Bernanke under pressure as he fends off calls for a rate cut.
Federal Reserve chairman Ben Bernanke didn’t exactly call out the helicopters and dump bundles of money on Wall Street last month to keep the markets from crashing. At the height of the crisis on August 9, when the European Central Bank pumped a record $130 billion into the money markets to keep them from seizing up, the Fed injected a more modest $24 billion. While Bernanke was willing to act to head off a liquidity crisis, he refused to cave in to calls for a cut in interest rates.
History will judge how well the Fed chief handled his first major test in the second most difficult job in Washington. The immediate reaction was favorable, however, as equity markets rallied following the Federal Open Market Committee’s decision last month to keep the federal funds rate at 5.25% and to maintain its bias in favor of a tightening if necessary should inflation fail to moderate.
The FOMC’s statement made note of the ongoing turmoil in the financial markets as a result of the subprime mortgage problems and a general repricing of credit risk. But the Fed refused to conclude that this posed an immediate threat to the economy. If the Fed had acted to cut rates, it could have frightened investors into thinking that the economy was in serious trouble. A cut could also have triggered a plunge in the dollar, which actually rallied slightly in the days following Bernanke’s intervention.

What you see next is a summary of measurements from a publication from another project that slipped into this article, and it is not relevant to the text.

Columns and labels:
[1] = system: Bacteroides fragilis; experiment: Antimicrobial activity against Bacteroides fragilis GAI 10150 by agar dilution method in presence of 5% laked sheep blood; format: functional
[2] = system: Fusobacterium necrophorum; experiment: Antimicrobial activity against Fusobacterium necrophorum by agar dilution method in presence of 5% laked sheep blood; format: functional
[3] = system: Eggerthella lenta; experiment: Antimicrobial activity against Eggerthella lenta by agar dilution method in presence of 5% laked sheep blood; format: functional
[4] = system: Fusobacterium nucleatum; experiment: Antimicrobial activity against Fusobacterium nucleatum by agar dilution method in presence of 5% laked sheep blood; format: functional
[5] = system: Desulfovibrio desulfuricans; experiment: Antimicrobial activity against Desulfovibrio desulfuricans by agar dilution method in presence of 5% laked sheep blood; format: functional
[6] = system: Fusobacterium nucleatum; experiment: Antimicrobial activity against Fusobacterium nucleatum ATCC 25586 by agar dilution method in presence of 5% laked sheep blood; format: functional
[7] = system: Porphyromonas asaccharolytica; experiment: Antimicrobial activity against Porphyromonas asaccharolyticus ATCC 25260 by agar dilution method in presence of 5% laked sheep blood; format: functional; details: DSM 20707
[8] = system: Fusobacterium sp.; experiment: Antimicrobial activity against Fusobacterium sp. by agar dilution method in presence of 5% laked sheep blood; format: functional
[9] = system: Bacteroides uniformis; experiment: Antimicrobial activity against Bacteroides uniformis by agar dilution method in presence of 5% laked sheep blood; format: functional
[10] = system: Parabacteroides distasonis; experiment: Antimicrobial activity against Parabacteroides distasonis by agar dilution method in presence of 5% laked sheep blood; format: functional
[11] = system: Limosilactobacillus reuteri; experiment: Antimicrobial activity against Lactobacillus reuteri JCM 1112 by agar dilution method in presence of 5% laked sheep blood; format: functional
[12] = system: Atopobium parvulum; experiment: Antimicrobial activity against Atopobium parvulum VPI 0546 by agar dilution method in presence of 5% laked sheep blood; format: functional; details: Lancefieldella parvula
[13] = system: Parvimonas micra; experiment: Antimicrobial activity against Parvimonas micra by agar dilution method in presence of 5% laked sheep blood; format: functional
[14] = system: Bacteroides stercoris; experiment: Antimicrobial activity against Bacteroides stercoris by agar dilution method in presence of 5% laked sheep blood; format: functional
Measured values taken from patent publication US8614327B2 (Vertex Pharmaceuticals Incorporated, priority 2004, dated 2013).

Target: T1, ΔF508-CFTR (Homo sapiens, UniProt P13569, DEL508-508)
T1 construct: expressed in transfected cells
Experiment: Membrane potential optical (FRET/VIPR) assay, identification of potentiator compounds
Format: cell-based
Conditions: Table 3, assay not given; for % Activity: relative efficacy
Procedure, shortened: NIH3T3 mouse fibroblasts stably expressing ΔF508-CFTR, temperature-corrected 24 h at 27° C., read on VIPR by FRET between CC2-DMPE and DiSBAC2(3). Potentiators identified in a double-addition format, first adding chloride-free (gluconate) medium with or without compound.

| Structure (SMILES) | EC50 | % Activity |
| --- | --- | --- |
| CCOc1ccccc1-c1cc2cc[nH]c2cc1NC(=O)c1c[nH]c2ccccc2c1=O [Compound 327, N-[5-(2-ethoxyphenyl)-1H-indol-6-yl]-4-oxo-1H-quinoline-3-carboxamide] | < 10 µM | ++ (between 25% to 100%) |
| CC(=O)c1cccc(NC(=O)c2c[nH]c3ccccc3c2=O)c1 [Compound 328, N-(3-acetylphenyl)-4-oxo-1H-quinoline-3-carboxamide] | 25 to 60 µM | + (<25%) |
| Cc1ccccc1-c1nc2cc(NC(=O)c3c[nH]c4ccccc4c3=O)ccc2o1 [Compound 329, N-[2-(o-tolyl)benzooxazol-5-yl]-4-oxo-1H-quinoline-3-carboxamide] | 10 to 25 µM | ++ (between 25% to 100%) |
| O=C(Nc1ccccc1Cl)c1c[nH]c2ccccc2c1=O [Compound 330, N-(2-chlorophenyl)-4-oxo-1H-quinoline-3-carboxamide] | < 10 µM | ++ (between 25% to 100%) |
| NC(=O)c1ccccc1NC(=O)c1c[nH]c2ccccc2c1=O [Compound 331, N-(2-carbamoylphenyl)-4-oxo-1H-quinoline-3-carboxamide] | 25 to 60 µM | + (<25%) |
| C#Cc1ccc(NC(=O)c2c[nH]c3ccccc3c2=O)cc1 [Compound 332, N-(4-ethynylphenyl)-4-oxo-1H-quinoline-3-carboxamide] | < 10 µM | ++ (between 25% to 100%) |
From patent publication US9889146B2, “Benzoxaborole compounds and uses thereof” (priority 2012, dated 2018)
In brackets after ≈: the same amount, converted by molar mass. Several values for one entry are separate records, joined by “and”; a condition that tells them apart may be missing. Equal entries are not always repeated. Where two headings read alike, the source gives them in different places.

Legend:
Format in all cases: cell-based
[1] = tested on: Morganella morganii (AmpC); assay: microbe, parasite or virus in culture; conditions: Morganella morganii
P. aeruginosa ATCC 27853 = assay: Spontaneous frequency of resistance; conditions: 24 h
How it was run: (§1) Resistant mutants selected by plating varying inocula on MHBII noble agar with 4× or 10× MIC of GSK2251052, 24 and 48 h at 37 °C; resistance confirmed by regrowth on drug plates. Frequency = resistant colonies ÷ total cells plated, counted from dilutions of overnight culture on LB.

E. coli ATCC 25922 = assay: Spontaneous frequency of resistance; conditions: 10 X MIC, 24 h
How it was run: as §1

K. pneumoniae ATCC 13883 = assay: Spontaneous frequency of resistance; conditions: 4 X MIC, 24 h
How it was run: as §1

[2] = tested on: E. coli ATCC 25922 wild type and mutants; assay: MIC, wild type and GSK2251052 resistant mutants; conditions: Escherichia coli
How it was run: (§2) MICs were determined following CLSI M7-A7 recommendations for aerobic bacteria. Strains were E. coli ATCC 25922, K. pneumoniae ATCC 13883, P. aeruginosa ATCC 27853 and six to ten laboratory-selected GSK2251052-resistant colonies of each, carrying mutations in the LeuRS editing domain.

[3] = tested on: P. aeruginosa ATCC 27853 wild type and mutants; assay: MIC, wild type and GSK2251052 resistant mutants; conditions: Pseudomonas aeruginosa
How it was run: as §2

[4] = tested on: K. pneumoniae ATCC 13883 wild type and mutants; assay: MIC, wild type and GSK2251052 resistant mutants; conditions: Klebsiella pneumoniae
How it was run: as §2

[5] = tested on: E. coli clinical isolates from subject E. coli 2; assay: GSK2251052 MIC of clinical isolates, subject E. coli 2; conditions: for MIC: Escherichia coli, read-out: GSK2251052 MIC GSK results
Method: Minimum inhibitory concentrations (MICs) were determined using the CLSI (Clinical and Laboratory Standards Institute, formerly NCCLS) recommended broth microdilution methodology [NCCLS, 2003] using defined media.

Meanwhile, Bernanke made it clear that the Fed was not about to bail out those who took too much risk. He wants to avoid the moral hazard of encouraging risky behavior.
Distress in the markets may ultimately force Bernanke’s hand, but as some economists noted, a short-term fix could create long-term problems on the inflation front. The Fed cannot be faulted for keeping its focus on the broad economy.